US president Obama, Congress call for blocking of executive bonuses at AIG insurance company

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Wednesday, March 18, 2009

United States President Barack Obama stated Monday that insurance giant AIG is in financial trouble due to "recklessness and greed," and called for legal action to stop the company from giving out millions of dollars in bonuses to its executives.

"It's hard to understand how derivative traders at AIG warranted any bonuses, much less $165 million in extra pay," Obama said. "How do they justify this outrage to the taxpayers who are keeping the company afloat."

Obama's statement comes after reports surfaced last weekend saying the insurance agency, which is in deep financial trouble, had paid US$165 million to executives in bonuses, after receiving $170 billion as part of a government bailout plan.

AIG has said that the bonuses have to be given out, as the company is legally required by contract to do so. A representative with the National Economic Council, Lawrence H. Summers, also said that the bonuses were required to be given out. If AIG had refused to give out the bonuses, employees could file a lawsuit against the company for the money.

"We cannot attract and retain the best and the brightest talent to lead and staff the A.I.G. businesses — which are now being operated principally on behalf of American taxpayers — if employees believe their compensation is subject to continued and arbitrary adjustment by the U.S. Treasury," AIG CEO Edward M. Liddy said in a letter addressed to Treasury Secretary Timothy F. Geithner on Saturday.

Liddy said that he asked Geithner "to use that leverage and pursue every legal avenue to block these bonuses and make the American taxpayers whole."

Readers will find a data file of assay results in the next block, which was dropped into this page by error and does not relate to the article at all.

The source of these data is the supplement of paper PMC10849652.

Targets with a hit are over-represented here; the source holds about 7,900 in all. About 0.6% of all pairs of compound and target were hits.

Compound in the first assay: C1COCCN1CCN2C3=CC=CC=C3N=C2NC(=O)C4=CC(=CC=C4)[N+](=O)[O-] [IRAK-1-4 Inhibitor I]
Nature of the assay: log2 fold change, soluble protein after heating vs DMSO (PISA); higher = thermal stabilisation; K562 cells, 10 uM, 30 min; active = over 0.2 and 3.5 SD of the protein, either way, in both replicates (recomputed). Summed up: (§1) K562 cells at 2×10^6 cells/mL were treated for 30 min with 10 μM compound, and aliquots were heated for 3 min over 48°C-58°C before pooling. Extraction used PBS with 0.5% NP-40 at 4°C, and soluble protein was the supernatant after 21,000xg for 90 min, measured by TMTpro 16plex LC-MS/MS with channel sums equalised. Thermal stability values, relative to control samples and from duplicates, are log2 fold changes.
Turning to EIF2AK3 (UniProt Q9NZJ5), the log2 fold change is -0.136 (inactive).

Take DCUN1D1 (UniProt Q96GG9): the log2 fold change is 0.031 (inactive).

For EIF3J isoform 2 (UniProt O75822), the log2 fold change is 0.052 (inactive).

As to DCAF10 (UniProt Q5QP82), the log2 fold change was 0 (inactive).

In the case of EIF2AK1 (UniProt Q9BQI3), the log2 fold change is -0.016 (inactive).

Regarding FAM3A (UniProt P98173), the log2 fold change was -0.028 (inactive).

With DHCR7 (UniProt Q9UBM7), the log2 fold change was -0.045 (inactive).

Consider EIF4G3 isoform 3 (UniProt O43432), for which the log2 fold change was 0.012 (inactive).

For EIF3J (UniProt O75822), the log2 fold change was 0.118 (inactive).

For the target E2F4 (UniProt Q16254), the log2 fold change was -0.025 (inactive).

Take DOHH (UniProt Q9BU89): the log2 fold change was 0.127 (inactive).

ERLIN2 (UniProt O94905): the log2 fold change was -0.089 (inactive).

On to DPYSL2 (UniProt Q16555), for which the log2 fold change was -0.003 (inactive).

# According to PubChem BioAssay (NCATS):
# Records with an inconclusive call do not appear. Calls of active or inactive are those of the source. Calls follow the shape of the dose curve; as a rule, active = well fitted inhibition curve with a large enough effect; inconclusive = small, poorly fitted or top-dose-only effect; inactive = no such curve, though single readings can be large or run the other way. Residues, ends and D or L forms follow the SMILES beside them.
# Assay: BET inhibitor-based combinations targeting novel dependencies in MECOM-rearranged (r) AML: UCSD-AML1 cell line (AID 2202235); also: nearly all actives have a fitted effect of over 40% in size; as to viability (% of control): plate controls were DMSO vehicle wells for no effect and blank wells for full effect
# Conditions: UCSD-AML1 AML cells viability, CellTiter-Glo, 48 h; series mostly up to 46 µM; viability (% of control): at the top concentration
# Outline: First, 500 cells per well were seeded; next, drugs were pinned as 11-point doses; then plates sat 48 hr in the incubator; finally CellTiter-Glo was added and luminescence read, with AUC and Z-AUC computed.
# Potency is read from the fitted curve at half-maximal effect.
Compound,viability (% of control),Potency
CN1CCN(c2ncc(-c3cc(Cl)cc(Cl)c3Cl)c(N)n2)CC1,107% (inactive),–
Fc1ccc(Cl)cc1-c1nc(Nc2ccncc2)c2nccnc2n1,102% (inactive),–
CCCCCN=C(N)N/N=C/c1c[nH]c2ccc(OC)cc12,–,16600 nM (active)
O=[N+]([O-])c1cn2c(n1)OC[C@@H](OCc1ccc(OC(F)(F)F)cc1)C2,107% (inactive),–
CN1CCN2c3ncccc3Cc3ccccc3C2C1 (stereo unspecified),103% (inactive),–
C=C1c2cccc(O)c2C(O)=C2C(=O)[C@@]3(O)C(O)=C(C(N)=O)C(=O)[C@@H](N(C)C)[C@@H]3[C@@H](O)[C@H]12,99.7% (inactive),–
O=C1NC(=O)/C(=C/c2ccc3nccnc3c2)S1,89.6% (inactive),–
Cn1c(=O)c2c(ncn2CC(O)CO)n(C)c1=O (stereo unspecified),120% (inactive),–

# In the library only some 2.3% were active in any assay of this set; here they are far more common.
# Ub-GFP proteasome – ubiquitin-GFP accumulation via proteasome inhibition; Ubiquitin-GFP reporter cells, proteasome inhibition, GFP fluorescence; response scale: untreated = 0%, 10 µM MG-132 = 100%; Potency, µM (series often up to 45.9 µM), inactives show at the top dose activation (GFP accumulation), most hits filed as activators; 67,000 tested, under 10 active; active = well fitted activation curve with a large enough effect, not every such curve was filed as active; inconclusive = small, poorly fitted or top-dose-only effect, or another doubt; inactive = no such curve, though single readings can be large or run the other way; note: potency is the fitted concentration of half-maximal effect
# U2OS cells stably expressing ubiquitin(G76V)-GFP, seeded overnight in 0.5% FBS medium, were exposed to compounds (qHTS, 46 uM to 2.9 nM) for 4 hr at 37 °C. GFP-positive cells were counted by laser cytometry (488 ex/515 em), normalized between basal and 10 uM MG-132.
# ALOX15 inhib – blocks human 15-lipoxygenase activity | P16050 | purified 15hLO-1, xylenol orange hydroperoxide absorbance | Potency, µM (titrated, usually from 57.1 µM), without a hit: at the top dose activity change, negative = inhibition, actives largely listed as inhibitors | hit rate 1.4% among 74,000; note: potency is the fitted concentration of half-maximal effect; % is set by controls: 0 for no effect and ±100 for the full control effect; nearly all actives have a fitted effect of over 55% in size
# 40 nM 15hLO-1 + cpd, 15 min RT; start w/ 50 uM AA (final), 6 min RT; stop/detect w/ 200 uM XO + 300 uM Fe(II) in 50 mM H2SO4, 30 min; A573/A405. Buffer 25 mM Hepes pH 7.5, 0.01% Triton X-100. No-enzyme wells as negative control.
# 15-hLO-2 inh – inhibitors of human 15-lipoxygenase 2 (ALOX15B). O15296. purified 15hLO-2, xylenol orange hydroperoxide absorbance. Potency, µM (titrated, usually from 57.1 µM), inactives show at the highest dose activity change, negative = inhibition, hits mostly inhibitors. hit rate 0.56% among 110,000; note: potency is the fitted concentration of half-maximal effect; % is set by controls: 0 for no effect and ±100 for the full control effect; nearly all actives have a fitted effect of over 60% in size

"I want everybody to be clear that Secretary Geithner's been on the case," Obama said. "He's working to resolve this matter with the new CEO, Edward Liddy, who, by the way, everybody needs to understand, came on board after the contracts that led to these bonuses were agreed to last year."

If the bonuses cannot be stopped, the U.S. Congress says they want AIG to reimburse the government. Congress is looking to impose stiff new taxes on the pay, or ordering the company to return the money which was originally granted from a government bailout. In a letter to House Speaker Nancy Pelosi on Tuesday, senator Richard Shelby promised that the treasury will recover all of the money. Several U.S. senators along with Liddy have sent letters to AIG asking for the bonuses to be renegotiated, something AIG agreed to and says they will reduce future bonuses by 30%. Senators state that if Libby does not respond by renegotiating the bonuses, the Senate Finance Committee will propose an excise tax. Not only will an excise tax be proposed on AIG, but all companies receiving bailout money and their employees who receive bonuses.

Cquote1.svg What is the highest excise tax we can impose that will stand up in court? Let's find out. Cquote2.svg

—Sen. Max Baucus

Numerous House Democrats have introduced legislation which would place a 100% tax on any bonuses of over $100,000 from companies that are receiving government bailout funds. Meanwhile in the Senate, a bipartisan proposal by Max Baucus (D-Montana) and Charles Grassley (R-Iowa) would levy a special 90% excise tax on AIG's bonuses. Asked Senator Baucus, who chairs the Senate Finance Committee: "What is the highest excise tax we can impose that will stand up in court? Let's find out."


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